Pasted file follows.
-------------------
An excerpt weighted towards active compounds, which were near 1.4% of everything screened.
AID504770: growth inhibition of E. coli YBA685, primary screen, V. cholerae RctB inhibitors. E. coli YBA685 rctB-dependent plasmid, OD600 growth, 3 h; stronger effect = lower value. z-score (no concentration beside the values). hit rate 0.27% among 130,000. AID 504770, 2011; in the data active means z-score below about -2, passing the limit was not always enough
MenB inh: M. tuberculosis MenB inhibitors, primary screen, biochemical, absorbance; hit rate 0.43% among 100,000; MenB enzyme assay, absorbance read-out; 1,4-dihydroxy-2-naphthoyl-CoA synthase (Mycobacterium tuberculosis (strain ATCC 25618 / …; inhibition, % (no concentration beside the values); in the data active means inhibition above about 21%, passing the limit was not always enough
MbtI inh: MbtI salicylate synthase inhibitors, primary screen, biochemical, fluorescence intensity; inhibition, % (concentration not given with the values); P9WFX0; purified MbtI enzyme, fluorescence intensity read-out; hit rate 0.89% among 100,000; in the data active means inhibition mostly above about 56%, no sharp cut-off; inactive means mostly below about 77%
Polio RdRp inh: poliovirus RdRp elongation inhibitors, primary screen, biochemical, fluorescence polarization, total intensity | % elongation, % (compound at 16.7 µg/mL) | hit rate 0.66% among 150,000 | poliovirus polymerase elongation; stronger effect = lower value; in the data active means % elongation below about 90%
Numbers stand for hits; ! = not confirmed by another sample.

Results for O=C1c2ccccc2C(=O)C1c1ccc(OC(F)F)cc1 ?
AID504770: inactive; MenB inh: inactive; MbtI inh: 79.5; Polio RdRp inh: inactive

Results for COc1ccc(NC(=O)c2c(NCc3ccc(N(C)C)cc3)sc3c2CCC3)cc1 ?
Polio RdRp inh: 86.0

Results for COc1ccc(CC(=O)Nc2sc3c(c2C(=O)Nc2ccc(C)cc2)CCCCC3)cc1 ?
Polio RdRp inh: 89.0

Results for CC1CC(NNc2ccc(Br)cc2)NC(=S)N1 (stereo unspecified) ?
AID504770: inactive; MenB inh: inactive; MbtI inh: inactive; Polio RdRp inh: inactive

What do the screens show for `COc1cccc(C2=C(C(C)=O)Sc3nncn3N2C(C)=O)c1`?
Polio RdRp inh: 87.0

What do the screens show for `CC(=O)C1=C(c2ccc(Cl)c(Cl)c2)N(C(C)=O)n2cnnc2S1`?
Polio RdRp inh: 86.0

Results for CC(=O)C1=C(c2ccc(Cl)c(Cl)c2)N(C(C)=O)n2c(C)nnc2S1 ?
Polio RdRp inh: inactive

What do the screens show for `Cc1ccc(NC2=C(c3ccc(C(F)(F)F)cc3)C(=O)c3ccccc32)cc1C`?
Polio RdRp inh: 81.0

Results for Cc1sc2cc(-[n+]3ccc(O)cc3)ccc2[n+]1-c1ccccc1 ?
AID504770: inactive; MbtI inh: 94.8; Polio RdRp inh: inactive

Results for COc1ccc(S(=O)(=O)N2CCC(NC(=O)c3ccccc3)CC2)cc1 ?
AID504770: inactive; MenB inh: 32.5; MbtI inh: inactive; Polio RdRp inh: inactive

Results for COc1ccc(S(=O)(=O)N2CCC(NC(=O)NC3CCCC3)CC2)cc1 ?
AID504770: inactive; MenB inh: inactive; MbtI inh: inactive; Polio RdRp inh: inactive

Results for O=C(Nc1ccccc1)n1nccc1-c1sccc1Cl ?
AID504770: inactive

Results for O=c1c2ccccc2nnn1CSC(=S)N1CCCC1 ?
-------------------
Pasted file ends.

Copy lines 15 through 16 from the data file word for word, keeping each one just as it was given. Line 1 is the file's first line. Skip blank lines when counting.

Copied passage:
What do the screens show for `COc1cccc(C2=C(C(C)=O)Sc3nncn3N2C(C)=O)c1`?
Polio RdRp inh: 87.0